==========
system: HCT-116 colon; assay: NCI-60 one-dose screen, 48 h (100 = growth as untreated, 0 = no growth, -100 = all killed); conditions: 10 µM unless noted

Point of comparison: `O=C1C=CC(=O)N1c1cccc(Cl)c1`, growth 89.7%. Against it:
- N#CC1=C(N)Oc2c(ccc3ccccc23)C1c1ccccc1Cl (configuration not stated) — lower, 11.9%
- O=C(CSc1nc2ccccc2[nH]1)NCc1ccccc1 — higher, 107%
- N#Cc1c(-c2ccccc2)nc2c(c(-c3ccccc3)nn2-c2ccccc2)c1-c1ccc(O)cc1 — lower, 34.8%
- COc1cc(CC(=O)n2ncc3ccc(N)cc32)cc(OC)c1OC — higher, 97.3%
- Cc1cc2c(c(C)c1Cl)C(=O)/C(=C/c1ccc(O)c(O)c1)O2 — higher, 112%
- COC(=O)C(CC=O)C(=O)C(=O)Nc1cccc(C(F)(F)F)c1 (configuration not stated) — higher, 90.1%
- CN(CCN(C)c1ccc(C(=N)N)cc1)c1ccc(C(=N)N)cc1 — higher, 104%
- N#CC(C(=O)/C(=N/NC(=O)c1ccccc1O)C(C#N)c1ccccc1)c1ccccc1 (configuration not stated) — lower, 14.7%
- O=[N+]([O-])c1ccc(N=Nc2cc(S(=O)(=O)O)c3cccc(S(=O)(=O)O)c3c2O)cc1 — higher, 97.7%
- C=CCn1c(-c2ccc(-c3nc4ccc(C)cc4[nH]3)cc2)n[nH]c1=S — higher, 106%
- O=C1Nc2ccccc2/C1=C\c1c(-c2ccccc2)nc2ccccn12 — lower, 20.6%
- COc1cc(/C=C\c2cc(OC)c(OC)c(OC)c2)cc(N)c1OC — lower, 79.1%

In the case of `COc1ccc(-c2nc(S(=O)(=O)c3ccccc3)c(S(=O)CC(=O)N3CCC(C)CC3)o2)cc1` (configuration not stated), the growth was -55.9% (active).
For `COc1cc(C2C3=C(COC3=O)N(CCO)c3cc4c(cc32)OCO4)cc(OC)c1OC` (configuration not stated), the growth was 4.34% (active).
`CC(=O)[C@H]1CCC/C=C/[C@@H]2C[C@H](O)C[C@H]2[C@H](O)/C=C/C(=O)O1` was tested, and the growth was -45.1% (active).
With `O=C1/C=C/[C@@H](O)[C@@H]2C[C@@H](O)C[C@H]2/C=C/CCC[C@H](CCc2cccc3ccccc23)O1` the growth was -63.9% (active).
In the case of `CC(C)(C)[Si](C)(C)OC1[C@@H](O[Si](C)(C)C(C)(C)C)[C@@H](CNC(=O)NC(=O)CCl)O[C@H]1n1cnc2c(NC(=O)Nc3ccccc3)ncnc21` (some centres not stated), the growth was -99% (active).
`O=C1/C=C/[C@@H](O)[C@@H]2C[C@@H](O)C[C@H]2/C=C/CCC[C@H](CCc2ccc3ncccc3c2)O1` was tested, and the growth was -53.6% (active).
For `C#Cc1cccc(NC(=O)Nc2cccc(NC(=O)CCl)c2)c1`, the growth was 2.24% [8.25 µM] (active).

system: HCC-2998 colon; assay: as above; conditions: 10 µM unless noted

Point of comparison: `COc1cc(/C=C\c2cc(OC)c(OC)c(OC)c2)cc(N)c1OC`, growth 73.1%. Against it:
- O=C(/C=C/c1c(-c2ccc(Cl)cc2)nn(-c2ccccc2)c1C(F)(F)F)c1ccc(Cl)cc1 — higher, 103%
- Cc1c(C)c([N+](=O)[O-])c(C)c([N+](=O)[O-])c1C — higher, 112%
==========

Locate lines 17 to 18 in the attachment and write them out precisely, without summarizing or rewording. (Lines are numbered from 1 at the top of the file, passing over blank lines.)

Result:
`CC(=O)[C@H]1CCC/C=C/[C@@H]2C[C@H](O)C[C@H]2[C@H](O)/C=C/C(=O)O1` was tested, and the growth was -45.1% (active).
With `O=C1/C=C/[C@@H](O)[C@@H]2C[C@@H](O)C[C@H]2/C=C/CCC[C@H](CCc2cccc3ccccc23)O1` the growth was -63.9% (active).